Intravenous iron supplementation effect on tissue iron and hemoproteins in chronically phlebotomized lambs

Sixto F. Guiang, Michael K. Georgieff, David J. Lambert, Robert L. Schmidt, John A. Widness

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41 Scopus citations


Chronic phlebotomy is an important mechanism of iron loss in premature infants. We studied inter- and intraorgan iron allocation in 10 twin lamb pairs undergoing an acute 40-50% reduction in red cell volume followed by smaller intermittent phlebotomies over an 11-day period. One twin received no supplemental iron sucrose, while the other received an average daily intravenous dose of iron sucrose of either 1 (n = 3), 2 (n = 3), 5 (n = 3), or 15 (n = 1) mg·kg-1·day-1. The total iron content of the red blood cells, liver, skeletal muscle, heart, and brain was directly related to iron dose up to 2 mg·kg-1·day-1. Tissue iron concentrations remained stable until liver iron was <200 g/g dry wt, after which iron was preferentially directed to red blood cells over skeletal muscle, heart, and brain. Hemoprotein concentrations decreased proportionately to tissue iron, except myocardial cytochrome c, which remained preserved. Any available iron in phlebotomized, rapidly growing lambs is preferentially directed to red blood cells, and lambs require iron supplementation to maintain tissue iron and hemoprotein concentrations. A decrease in nonheme tissue iron results in the high prioritization of iron among iron-containing proteins.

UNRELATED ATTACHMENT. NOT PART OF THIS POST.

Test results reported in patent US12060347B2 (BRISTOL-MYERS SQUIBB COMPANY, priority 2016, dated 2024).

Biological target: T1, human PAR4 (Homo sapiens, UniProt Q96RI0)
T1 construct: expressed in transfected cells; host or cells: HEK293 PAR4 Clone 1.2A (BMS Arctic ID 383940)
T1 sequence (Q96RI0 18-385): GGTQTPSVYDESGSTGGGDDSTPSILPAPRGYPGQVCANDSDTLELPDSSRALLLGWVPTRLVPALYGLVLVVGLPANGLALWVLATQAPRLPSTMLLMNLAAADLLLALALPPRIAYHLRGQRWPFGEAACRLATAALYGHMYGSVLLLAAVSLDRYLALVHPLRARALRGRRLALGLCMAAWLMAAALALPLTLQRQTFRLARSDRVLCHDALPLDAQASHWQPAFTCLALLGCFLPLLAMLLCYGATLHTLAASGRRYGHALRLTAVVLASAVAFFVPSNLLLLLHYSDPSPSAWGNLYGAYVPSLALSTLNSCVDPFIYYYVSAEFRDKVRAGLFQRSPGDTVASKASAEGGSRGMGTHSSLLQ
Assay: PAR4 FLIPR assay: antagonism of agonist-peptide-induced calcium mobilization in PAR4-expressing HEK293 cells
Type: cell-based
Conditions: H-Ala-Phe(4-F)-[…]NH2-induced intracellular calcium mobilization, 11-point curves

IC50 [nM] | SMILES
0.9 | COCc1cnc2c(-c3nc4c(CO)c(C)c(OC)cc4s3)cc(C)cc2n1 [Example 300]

Original languageEnglish (US)
Pages (from-to)R2124-R2131
JournalAmerican Journal of Physiology - Regulatory Integrative and Comparative Physiology
Issue number6 42-6
StatePublished - 1997


  • Brain
  • Cytochrome c
  • Heart
  • Iron deficiency
  • Myoglobin
  • Red blood cells
  • Sheep


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